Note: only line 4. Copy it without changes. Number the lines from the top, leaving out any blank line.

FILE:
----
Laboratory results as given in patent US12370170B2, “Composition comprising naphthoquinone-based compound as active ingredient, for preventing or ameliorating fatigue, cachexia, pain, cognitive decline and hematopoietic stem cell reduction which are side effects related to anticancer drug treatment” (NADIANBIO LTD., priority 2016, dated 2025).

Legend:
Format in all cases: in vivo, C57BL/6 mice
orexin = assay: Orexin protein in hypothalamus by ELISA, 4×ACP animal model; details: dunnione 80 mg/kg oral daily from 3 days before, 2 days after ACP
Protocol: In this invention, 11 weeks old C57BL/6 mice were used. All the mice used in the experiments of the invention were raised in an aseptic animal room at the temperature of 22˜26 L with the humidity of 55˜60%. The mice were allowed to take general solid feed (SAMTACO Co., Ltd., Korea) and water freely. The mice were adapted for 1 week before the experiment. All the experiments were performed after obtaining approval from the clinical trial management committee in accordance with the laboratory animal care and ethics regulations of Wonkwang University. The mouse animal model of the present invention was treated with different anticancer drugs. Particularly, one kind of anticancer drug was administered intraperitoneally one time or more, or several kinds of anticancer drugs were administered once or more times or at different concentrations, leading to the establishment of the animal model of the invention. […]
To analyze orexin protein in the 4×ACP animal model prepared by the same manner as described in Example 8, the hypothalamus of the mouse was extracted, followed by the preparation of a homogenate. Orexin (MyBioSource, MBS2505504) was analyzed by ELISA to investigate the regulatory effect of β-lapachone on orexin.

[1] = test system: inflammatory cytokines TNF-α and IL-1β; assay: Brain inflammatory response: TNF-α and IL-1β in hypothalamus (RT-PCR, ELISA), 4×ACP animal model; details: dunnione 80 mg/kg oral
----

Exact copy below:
orexin = assay: Orexin protein in hypothalamus by ELISA, 4×ACP animal model; details: dunnione 80 mg/kg oral daily from 3 days before, 2 days after ACP